This page is for people who don't yet know whether they're looking at moss or lichen. As of April 2021, the New Mexico Wildflowers app lists 154 species of moss and 251 species of lichen. I'm happy just to know the difference, and perhaps you will be too.
All of the photos on this page were taken in the Sandia Mountains, starting April 2021. Hover over images with your cursor to control them.
Mosses are non-flowering plants (they reproduce using spores). From a distance, moss looks like green velvet, and it's velvety to the touch. Given a chance, it often forms little green cushions. Most moss leaves are one cell thick, so they're very translucent when the sun is shining through them.
Lichens are not individual species but examples of symbiosis. The overall forms are provided by different species of fungus. Inside each lichen are algae (or in a few cases, cyanobacteria). The algae live among the filaments of the fungus, produce energy through photosynthesis, and share that energy with the fungus. The fungus provides a friendly environment for the algae, including by trapping moisture and nutrients for them. In some cases there's a third partner, a yeast. When lichens are brightly colored, that's usually due to the algae.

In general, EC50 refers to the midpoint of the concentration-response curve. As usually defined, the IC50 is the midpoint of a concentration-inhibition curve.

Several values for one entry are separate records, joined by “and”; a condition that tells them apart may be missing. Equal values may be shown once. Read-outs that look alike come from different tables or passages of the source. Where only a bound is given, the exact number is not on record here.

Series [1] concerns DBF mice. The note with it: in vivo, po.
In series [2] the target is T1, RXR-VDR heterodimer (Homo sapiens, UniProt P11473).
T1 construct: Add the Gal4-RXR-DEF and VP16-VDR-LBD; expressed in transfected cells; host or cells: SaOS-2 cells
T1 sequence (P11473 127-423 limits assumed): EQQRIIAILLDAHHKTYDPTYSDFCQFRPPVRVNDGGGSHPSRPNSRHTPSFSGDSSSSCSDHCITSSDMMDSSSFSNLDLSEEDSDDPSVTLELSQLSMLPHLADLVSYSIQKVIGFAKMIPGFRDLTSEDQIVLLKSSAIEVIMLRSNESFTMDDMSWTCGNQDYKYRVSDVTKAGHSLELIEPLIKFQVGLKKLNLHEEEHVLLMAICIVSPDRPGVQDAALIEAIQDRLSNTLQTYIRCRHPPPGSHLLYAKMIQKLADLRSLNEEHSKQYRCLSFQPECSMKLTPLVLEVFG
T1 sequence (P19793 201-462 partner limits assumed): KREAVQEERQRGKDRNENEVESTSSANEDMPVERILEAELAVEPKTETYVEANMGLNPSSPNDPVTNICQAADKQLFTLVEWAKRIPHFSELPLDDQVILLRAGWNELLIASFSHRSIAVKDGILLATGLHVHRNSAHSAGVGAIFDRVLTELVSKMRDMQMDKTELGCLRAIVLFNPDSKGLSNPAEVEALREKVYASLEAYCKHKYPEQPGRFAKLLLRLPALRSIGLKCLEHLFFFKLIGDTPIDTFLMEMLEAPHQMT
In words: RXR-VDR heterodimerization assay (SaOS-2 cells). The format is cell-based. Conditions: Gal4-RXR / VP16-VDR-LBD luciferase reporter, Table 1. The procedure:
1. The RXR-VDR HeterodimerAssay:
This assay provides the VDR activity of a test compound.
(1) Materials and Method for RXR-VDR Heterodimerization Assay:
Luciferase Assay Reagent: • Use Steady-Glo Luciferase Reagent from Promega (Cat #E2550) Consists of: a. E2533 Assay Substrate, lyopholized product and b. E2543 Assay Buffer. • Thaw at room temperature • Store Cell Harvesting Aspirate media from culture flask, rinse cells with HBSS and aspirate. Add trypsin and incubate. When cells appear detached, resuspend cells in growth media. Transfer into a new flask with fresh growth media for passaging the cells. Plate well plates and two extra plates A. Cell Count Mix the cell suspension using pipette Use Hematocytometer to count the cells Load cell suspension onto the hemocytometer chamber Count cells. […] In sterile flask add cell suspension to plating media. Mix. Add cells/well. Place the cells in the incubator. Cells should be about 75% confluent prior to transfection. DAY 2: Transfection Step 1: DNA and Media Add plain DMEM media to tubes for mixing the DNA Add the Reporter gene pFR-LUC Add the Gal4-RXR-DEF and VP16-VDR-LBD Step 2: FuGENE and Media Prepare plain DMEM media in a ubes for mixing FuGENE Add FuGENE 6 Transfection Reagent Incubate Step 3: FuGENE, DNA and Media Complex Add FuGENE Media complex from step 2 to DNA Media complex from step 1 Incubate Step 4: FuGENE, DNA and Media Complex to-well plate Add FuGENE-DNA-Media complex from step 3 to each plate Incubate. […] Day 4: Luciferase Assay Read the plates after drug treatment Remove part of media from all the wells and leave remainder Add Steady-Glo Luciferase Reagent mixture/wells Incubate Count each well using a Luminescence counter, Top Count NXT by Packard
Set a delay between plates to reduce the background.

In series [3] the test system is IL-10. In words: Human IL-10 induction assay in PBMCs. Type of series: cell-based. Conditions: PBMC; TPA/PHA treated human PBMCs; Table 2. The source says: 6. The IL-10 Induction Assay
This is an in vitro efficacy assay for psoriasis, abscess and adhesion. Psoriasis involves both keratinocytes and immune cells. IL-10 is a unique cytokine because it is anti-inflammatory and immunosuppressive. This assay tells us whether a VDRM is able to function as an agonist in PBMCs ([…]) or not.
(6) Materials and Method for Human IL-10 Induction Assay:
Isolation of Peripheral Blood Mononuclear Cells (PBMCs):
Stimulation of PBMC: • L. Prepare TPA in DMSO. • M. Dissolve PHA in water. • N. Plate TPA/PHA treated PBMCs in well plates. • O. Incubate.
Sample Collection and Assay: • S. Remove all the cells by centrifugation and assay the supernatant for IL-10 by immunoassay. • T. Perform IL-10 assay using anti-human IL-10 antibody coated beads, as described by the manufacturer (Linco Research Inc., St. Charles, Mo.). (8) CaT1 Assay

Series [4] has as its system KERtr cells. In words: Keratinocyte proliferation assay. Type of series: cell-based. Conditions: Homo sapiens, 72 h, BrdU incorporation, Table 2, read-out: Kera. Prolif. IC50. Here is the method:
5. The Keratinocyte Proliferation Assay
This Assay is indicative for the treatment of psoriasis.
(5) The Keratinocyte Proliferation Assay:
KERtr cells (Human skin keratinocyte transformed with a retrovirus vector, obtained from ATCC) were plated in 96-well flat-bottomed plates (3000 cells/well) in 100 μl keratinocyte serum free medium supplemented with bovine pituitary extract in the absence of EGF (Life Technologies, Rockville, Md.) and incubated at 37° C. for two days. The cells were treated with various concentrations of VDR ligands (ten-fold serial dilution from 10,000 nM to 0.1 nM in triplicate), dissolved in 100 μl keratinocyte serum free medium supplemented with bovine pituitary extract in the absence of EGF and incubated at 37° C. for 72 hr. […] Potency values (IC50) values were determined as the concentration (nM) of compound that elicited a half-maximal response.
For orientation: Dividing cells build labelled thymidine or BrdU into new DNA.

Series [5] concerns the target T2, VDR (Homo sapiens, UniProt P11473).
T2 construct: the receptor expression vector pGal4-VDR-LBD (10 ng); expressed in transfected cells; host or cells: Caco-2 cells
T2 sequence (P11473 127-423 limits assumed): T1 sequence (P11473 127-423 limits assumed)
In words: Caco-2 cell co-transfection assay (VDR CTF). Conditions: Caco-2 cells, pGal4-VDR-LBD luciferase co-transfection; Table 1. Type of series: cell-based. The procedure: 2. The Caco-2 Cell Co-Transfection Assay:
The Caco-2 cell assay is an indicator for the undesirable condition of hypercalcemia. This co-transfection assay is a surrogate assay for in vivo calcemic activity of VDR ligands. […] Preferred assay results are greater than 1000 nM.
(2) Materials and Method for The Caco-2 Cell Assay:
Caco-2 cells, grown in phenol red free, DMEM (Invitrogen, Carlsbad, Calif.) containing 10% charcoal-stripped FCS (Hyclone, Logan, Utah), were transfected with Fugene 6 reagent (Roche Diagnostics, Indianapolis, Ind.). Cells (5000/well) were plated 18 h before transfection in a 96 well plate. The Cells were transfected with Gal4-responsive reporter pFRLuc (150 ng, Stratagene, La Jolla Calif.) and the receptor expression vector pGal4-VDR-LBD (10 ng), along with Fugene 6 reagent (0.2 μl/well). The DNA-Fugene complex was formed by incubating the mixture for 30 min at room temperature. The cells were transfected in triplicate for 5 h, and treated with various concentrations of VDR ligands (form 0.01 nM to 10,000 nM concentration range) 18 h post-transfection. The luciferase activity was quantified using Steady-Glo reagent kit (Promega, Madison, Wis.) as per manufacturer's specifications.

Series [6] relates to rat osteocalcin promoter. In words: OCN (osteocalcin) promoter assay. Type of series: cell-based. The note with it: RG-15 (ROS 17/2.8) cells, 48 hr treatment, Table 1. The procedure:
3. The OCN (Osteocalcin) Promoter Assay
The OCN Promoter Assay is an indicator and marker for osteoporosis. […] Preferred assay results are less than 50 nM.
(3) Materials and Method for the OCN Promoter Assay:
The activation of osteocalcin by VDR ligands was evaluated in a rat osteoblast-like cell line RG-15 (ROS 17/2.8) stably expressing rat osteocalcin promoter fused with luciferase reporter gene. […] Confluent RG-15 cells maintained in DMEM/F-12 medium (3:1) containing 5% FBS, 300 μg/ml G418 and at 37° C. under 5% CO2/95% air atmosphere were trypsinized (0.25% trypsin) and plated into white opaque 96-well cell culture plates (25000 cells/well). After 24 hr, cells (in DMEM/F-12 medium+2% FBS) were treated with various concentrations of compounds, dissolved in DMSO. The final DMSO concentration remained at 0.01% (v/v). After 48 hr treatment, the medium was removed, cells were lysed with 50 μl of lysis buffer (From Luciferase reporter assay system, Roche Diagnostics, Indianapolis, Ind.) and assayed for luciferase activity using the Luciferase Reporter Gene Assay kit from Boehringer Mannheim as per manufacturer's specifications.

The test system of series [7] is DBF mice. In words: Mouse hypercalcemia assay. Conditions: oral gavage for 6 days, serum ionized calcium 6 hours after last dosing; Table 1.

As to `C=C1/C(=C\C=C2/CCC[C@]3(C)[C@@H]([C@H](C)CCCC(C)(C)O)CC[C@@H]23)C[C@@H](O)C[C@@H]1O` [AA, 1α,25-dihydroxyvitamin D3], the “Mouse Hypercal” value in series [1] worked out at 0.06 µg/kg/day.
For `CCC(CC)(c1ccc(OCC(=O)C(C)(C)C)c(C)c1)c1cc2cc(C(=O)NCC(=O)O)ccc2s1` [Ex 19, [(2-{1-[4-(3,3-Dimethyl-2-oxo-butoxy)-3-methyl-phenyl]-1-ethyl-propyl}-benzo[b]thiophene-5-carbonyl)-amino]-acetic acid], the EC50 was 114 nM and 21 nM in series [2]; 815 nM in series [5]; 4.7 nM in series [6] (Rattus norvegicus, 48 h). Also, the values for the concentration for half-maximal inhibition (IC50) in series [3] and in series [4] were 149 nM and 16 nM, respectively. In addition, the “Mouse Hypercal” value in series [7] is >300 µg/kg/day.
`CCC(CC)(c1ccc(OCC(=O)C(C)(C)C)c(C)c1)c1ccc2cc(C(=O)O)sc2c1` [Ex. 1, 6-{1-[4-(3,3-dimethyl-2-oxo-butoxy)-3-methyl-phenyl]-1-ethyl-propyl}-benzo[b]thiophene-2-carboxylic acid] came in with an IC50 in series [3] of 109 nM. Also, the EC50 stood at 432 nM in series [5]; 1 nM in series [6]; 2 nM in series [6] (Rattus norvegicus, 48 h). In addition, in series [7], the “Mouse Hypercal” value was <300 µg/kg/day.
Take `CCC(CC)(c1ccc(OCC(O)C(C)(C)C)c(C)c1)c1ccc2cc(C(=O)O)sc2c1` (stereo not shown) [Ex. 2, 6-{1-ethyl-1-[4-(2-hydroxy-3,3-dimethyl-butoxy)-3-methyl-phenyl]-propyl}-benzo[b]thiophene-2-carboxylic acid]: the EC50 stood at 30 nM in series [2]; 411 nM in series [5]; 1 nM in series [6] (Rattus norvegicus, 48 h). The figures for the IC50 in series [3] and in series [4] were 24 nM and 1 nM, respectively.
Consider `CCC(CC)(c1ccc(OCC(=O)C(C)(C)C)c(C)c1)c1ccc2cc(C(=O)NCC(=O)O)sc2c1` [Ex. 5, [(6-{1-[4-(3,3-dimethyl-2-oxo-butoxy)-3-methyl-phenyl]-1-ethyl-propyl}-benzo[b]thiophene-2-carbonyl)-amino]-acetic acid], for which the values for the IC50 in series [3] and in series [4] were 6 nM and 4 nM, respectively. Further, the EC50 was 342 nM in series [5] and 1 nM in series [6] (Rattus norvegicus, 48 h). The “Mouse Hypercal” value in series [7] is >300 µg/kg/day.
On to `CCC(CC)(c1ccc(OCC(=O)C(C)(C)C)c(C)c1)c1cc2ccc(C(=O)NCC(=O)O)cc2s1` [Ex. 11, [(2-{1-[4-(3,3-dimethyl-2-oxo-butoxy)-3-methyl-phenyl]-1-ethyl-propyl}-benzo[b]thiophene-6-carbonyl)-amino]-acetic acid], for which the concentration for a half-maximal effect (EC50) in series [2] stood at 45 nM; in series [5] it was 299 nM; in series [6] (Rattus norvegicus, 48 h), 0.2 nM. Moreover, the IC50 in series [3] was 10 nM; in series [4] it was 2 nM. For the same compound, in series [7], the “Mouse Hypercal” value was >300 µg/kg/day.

Remember that lichens are not individual organisms but colonies, and sometimes the outward growth of a colony is obvious. Or perhaps a piece will break off and land in a favorable place. That's handy because the fungus and the algae have been transplanted together.
When you see cup-like ascocarps emerge from the lichen, the fungus is reproducing by creating spores. Once a spore lands in a new home, the fungus needs to re-associate with an alga. Sounds like a challenge.
You may think that my photo of a tree trunk (above) shows moss and lichens. Not so. Lichens come in multiple forms, including the bushy ("fruticose") and leaf-like ("foliose") forms on the trunk. When lichens form on a live tree, they're not being parasites; instead they're using the tree as an apartment building.